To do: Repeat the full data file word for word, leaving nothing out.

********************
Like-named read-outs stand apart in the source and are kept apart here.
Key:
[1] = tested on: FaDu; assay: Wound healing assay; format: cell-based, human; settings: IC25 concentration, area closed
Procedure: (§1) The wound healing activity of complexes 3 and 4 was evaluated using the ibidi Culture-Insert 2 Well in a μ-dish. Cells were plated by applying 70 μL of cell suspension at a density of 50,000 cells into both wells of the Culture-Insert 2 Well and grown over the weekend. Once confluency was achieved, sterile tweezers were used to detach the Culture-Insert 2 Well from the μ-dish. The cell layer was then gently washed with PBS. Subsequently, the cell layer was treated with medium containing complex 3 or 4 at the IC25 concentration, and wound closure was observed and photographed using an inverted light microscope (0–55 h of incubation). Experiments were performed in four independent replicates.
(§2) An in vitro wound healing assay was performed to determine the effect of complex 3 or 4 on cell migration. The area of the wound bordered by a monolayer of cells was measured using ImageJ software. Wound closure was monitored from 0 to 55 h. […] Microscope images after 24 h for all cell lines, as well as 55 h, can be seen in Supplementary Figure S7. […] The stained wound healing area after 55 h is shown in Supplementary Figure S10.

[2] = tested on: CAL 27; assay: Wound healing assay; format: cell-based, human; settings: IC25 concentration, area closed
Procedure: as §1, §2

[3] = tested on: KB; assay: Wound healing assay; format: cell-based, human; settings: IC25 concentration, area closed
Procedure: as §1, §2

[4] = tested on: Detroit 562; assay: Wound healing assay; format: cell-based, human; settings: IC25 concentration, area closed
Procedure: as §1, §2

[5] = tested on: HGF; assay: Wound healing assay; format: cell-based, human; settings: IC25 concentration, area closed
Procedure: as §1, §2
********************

Like-named read-outs stand apart in the source and are kept apart here.
Key:
[1] = tested on: FaDu; assay: Wound healing assay; format: cell-based, human; settings: IC25 concentration, area closed
Procedure: (§1) The wound healing activity of complexes 3 and 4 was evaluated using the ibidi Culture-Insert 2 Well in a μ-dish. Cells were plated by applying 70 μL of cell suspension at a density of 50,000 cells into both wells of the Culture-Insert 2 Well and grown over the weekend. Once confluency was achieved, sterile tweezers were used to detach the Culture-Insert 2 Well from the μ-dish. The cell layer was then gently washed with PBS. Subsequently, the cell layer was treated with medium containing complex 3 or 4 at the IC25 concentration, and wound closure was observed and photographed using an inverted light microscope (0–55 h of incubation). Experiments were performed in four independent replicates.
(§2) An in vitro wound healing assay was performed to determine the effect of complex 3 or 4 on cell migration. The area of the wound bordered by a monolayer of cells was measured using ImageJ software. Wound closure was monitored from 0 to 55 h. […] Microscope images after 24 h for all cell lines, as well as 55 h, can be seen in Supplementary Figure S7. […] The stained wound healing area after 55 h is shown in Supplementary Figure S10.

[2] = tested on: CAL 27; assay: Wound healing assay; format: cell-based, human; settings: IC25 concentration, area closed
Procedure: as §1, §2

[3] = tested on: KB; assay: Wound healing assay; format: cell-based, human; settings: IC25 concentration, area closed
Procedure: as §1, §2

[4] = tested on: Detroit 562; assay: Wound healing assay; format: cell-based, human; settings: IC25 concentration, area closed
Procedure: as §1, §2

[5] = tested on: HGF; assay: Wound healing assay; format: cell-based, human; settings: IC25 concentration, area closed
Procedure: as §1, §2